Goodbye Google (Analytics)!

Let’s start with a little quote:

"New year, new me"
— Too many people,too often

The Good Resolution

Let’s avoid resolutions that we won’t keep. Nevertheless, let’s try to improve ourselves regularly…​

To start the year 2022, I have decided to do without Google Analytics to track visits to my site. Firstly, because avoiding Google is always a good idea, and secondly, because it is possible to achieve almost the same results without tracking our visitors.

I mentioned it in an article in October, to comply with GDPR and obtain consent from our visitors to be tracked, we ourselves must consent to implementing a system (such as a popover or banner), which is not only restrictive but also degrades the user experience.

Smile, you're being tracked
Smile, you're being tracked

Searching for an Alternative

My criteria were:

  • A free solution (I don’t have enough traffic to justify any investment other than my time)

  • A solution without cookies (there’s no point in leaving Google to provide too much data to another provider)

  • A SaaS solution (in line with my website hosted via GitHub Pages)

There are dozens and dozens of articles listing alternatives to Google Analytics. More or less accurate, more or less up-to-date, more or less interested in your clicks on affiliate links…​

I spent some time on this and eventually realized that the best summary can be found in the form of a GitHub repository: Awesome Analytics, which lists over a hundred analytics tools categorized by types.

My Solution:

And my choice is a tool that isn’t even listed there!
Note to self: remember to open a PR to propose adding the chosen solution to the list!

The motto of
The motto of

I finally chose, which offers:

  • Free usage up to 3000 page views per month (I’m far from that)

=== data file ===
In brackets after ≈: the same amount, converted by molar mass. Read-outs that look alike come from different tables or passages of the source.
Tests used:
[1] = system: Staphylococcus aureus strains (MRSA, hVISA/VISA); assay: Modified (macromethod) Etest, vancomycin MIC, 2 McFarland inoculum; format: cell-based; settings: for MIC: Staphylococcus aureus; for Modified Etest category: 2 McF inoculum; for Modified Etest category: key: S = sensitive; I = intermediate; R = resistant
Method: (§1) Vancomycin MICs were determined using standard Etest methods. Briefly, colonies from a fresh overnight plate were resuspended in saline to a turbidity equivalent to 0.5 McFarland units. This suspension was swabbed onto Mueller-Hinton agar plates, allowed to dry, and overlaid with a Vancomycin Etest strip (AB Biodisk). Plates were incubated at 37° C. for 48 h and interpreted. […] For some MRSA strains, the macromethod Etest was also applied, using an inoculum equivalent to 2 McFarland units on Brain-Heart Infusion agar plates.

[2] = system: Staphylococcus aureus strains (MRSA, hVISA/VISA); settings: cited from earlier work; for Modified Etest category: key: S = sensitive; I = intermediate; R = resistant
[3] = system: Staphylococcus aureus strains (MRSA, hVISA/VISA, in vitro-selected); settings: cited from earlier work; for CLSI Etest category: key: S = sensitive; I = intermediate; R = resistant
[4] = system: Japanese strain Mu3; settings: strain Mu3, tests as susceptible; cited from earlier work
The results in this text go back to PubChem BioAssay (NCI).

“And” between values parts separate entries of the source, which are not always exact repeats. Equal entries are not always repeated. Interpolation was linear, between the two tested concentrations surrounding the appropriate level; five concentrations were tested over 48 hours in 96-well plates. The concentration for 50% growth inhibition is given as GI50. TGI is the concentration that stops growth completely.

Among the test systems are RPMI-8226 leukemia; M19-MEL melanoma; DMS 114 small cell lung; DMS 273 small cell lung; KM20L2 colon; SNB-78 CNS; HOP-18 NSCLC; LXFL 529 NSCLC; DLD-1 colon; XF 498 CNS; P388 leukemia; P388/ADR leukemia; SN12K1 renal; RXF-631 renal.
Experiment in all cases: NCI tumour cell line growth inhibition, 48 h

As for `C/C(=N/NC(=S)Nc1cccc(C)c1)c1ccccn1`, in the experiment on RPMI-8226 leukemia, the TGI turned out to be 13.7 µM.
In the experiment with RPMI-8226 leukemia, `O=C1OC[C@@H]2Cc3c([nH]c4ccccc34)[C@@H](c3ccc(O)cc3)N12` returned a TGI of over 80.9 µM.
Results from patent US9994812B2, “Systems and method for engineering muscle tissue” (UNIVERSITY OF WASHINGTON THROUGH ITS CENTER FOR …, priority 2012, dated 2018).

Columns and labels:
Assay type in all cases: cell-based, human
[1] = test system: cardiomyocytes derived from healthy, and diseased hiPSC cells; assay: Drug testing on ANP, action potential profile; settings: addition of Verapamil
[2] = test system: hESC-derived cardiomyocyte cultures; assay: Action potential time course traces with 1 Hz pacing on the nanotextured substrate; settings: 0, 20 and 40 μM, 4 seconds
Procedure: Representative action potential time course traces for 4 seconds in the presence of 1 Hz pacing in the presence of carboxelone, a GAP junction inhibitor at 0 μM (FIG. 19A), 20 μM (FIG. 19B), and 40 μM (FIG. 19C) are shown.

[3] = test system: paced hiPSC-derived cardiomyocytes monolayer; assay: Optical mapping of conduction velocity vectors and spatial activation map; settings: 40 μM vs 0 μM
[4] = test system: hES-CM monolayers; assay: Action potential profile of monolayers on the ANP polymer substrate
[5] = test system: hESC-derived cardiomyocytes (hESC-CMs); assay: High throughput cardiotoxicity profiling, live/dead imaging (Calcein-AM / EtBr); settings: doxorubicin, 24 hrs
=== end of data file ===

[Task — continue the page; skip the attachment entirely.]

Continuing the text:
• No cookie placement in the visitor’s browser

  • A proper interface on their website

Of course, the day my site becomes very famous (ah, ah!), I will have to pay or switch to a different tool. And my statistics are not hosted on my own server but on’s servers; they don’t offer self-hosting.

So, it’s definitely not the perfect solution.
Nevertheless, the tool is very simple and works well.


To get started, it’s very simple! Once the account is created, we add a "project" to our dashboard.
We then get a code (exactly how Google Analytics works), which serves as an identifier.

Then, we need to add the JavaScript library to all our pages, which will send the information from our site to’s servers. There are two methods described in the GitHub repository of the library:

  • Installation via npm install/yarn

npm install insights-js

Directly from the CDN unpkg:

<script src=""></script>

Obtained Statistics

As I mentioned, the obtained statistics are much less comprehensive than those provided by Google Analytics. Here, there’s no geolocation of your visitors or incomprehensible conversion funnels without a PhD in marketing; we go straight to the essentials!

Firstly, the graph of the number of pages visited over 24 hours, by week, month, etc.: Dashboard Preview - The Graph Dashboard Preview - The Graph

And because things are well done, we still have details about the visits that have taken place, such as the most viewed pages, time spent on the site, and the OS, browsers, and screens of the visitors. More than enough for a site like mine! Dashboard Preview - The Details Dashboard Preview - The Details

Bonus: Robot Filtering

When I implemented on my site, I was surprised to see the persistence of visits from a certain "PetalBot":

Statistics overwhelmed by a robot
Statistics overwhelmed by a robot

After some investigation, it turns out to be a search engine indexing bot for PetalSearch, a search engine offered by Huawei. And it’s safe to say that it indexes! Often.

In principle, I have nothing against this indexing, which may bring me some visits someday. But it significantly skews my statistics…​

Therefore, I took the liberty to fork the insights-js library and add robot filtering based on the "user agents" they display. Of course, one needs to know the bad user agents…​ And once again, a Github repository comes to the rescue, particularly this file!

My version of the library with this filtering is available here. However, this time you have to build the library yourself; I won’t do everything, you know! 😘

As a result, I was able to remove the import of the Google Analytics script, as well as the Tarteaucitron library I mentioned a few months ago, which can only speed up the loading of my site. And what benefits from that…​ is being indexed by Google!

Yes, because without Google to index me, who would visit my site? 😅